kkw, why does that guy scream bad hygiene to you? I admit to being prejudiced as I have an older version upstairs (he’s in his office) with somewhat longer hair, though both hair and beard are distinctly greying now, and his hygiene is probably better than mine.

  5. SB Sarah says:

    @kkw I am gently pushing back on your comment that the illustration of the character screams bad hygiene to you. Why is that the case? Is it because he’s fat? Bearded? Shaggy hair? Illustrated or not, the image represents the character and circumstances of the book setting (filming a show about, well, characters being shipwrecked). To say the illustration of a fat bearded shaggy haired man indicates a lack of cleanliness seems very unkind and biased.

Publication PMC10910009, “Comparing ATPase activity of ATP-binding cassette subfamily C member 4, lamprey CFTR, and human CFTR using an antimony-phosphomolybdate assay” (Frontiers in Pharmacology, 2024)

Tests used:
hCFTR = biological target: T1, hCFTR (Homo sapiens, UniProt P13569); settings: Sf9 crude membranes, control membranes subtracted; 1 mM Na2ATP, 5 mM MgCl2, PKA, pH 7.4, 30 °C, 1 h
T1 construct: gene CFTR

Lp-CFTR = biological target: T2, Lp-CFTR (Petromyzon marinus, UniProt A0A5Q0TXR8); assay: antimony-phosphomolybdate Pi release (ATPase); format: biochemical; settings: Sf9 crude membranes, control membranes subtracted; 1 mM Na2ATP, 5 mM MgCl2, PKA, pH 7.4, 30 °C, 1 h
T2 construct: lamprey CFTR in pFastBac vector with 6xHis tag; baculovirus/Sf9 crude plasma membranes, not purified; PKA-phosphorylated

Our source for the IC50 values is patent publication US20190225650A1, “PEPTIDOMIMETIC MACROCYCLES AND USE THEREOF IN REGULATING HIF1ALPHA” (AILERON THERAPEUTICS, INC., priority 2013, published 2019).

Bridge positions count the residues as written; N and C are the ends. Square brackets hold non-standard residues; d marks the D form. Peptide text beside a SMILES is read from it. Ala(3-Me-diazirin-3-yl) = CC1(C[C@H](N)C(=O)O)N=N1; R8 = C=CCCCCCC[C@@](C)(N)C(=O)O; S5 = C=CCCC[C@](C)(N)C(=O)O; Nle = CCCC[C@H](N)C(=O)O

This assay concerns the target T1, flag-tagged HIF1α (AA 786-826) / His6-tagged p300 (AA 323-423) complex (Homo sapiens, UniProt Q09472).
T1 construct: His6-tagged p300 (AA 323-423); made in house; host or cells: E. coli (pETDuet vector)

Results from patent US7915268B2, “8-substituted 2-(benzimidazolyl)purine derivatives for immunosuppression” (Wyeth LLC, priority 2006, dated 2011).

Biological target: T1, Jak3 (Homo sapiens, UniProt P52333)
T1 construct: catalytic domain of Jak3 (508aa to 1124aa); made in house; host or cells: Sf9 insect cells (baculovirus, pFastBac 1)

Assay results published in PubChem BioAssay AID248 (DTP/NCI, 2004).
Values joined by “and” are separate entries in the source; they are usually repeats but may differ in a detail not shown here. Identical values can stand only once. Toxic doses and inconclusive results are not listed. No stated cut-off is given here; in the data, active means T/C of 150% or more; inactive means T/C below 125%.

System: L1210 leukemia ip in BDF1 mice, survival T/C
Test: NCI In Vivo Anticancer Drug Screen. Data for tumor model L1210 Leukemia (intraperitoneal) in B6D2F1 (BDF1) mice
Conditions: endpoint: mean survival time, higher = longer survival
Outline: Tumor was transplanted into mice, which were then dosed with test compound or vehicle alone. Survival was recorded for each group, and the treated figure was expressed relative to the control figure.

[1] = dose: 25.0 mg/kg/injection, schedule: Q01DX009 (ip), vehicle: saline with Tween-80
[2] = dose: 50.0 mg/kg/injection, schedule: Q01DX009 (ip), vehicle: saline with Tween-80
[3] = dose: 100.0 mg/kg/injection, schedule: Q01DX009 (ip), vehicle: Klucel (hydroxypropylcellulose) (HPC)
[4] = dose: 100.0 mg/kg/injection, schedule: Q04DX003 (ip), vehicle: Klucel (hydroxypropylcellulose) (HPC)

6. PamG says:

    I loved this book, loved the cover, loved the bigger than life protagonists. I also read it first and then went back and read the earlier two. This was definitely the best in the series. Considering that the continuing backstory with the rest of the cast is a major feature of all three books, it’s kind of amazing that I could read it without anything being spoiled. I adored Dade’s Teach Me, but some of her subsequent novels fell kind of flat, so I’d been putting off starting this series. However, after a string of random DNF’s, I was flipping through my virtual TBR from the top down when I picked this up. I figured, it can’t be any worse than the other dreck I’ve been reading, what’ve I got to lose? Best decision evah!